SCOTTSDALE, Arizona -- I have been racking my brains trying to think of what I could write in previewing this series that hasn't been written in 1000 other places.
OK, no, I have to come clean. I've been sitting by the pool enjoying the sun and reading all afternoon, and not stressing about this at all. There'll be plenty of time to get energy levels up and stress tomorrow, when Game One will actually be played. Now, don't get me wrong -- I AM excited. Just about crawling out of my skin, in fact.
Well, that's a little too optimistic even for optimistic me; more on this anon. I've decided to focus this little preview on two things:
- the six games between the two ballclubs this year, and
- the well-known fact that the Diamondbacks were outscored by twenty runs over the course of the 2007 season.
Well now, let's examine this. Here's the Diamondbacks' complete game schedule from 2007. They allowed ten or more runs in a game fifteen times in 2007, and lost all fifteen of them. This isn't unusual -- the Cubs' record in such games, for example, was 0-11 -- but the D'backs lost all of those games by at least five runs, and the combined score of those blowouts was 166-41. Contrast this with the Cubs' eleven losses of that sort; five of them were at least within shouting distance (four runs or less -- 12-9 to the Cardinals on April 22; 11-7 to the Phillies on May 12; 10-6 to the White Sox on May 20; 10-6 to the Phillies on August 2, and 11-9 to the Reds on August 15), and the total score of those blowouts was 125-55. Arizona's overall record in 5+ run games was 20-26; the Cubs' was 27-17.
The point of this little exercise is to show that the D'backs' run differential may be more attributable to those blowouts than a "normal" team, and they had a very good record in one-run games (32-20, compared to 23-22 for the Cubs). A lot of this can be credited to Arizona's good bullpen, anchored by Jose Valverde, who led the major leagues in saves with 47.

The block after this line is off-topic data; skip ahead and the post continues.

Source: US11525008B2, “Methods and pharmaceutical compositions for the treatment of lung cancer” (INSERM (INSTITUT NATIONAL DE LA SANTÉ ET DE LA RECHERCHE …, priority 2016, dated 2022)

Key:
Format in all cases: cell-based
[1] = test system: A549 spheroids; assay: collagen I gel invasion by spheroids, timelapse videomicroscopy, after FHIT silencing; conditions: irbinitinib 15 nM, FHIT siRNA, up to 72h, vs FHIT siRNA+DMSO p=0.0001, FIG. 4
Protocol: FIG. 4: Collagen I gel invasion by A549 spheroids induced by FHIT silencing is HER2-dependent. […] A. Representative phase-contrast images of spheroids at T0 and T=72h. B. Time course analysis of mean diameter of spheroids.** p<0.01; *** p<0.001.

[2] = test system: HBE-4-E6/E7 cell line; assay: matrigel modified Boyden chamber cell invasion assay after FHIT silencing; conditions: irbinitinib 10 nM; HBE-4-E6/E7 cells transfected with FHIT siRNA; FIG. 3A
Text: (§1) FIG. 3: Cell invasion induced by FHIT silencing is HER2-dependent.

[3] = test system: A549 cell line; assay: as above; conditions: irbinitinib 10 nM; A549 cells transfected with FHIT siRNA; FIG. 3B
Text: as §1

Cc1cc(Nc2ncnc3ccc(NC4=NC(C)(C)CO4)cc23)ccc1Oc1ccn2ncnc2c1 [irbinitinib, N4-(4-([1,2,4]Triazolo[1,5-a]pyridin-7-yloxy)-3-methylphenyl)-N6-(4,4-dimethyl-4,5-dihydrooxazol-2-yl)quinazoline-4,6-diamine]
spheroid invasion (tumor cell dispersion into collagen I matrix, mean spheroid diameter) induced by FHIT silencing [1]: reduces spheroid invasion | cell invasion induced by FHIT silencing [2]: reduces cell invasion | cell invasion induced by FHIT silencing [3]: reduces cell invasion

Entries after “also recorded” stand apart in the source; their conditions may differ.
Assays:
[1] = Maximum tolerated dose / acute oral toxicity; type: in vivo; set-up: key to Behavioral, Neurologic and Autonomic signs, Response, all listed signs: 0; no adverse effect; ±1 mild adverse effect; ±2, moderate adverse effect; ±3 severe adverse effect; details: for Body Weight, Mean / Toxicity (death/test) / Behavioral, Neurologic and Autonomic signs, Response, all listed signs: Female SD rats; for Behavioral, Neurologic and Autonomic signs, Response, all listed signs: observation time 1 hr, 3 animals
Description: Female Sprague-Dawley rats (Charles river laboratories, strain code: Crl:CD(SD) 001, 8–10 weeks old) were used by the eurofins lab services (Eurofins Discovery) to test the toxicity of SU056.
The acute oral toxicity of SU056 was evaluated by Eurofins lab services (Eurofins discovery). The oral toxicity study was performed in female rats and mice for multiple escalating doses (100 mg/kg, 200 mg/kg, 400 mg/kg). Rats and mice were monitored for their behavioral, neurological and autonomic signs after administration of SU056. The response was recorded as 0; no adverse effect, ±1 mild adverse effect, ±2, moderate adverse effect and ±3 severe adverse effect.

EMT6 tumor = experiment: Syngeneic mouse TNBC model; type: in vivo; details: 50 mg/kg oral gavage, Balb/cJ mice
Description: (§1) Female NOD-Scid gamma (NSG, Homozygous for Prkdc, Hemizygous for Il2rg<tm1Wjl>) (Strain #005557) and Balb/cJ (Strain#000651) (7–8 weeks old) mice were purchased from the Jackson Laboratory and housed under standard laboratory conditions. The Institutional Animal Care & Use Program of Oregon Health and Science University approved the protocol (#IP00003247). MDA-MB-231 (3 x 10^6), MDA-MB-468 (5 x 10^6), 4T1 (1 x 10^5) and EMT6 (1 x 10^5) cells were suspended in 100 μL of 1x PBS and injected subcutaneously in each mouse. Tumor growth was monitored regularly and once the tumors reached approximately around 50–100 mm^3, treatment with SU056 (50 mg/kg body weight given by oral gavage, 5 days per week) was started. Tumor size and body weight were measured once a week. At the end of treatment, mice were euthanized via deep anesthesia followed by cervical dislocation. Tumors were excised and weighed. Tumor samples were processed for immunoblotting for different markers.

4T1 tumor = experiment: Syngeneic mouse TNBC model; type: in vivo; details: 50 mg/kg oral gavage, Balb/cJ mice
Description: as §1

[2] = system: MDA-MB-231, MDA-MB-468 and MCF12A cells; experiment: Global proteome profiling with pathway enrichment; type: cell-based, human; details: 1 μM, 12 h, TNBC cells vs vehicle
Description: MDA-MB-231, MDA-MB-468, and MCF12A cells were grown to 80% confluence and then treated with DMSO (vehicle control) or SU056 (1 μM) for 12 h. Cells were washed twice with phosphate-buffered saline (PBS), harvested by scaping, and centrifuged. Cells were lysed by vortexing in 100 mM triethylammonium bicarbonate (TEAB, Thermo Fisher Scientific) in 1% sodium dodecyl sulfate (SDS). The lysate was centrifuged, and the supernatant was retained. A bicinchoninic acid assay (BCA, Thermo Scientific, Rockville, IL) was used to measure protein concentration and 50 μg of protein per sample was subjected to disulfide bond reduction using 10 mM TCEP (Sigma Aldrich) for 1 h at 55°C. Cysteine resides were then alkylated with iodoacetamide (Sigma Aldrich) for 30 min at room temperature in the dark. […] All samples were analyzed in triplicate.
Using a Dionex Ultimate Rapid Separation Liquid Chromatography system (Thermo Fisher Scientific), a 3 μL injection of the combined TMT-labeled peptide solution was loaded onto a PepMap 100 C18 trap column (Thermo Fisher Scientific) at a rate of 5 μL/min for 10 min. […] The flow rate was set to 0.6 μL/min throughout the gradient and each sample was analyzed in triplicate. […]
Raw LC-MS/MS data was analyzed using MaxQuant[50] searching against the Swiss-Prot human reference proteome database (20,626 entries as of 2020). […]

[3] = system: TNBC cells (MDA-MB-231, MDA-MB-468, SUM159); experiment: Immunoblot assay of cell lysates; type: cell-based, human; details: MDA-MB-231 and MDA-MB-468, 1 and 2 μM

He saved one game against the Cubs that I'm sure you all remember -- the final regular-season game of the year between the clubs on August 26, a game in which Jason Marquis was staked to a 3-0 lead in the first inning, a lead he promptly blew by giving up two HR to Chris Young; the Cubs managed to claw back to within 5-4 when Derrek Lee hit a monster inside-the-park HR, a ball that went about as far as you can hit it in Chase Field without hitting it out. The Cubs had a real good shot at tying the game or going ahead vs. Valverde in the 9th, when Mike Fontenot got thrown out trying to steal third on a failed bunt attempt by Jason Kendall.
The Cubs lost another game to Arizona when Bob Howry gave up a tiebreaking HR to then-.243 hitting Stephen Drew, and another when Yusmeiro Petit, one of those young guys the Cubs never do well against when seeing them for the first time, replaced Randy Johnson (yes, he was a member of the D'backs, this year, though he didn't pitch after June 28), and shut the Cubs down on three hits over six innings. Petit won't pitch in this series.
So what's the lesson here? Score early and often -- something the Cubs have been doing quite well in recent weeks -- and hold the opposition down so you get into their bullpen early, and keep Valverde out of the game, and beating Arizona becomes much, much easier. The D'backs did have the best regular-season record at 90-72, but the Cubs were only five games worse. To my mind, there isn't really much to differentiate the four NL playoff teams -- all are flawed, and all have strengths. The Cubs were 17-12 in September; Arizona was 15-11. Beat Brandon Webb, with Z on the mound tomorrow, and I believe the task becomes far, far easier.
Bruce Miles says the Cubs will sweep. In talking with Bruce all summer, he's always had confidence that the Cubs could and would win the division. I respect his opinion greatly, as I know all of you do too.
I'm not ready to go that far out on a limb. Cubs in four. Let's win this thing.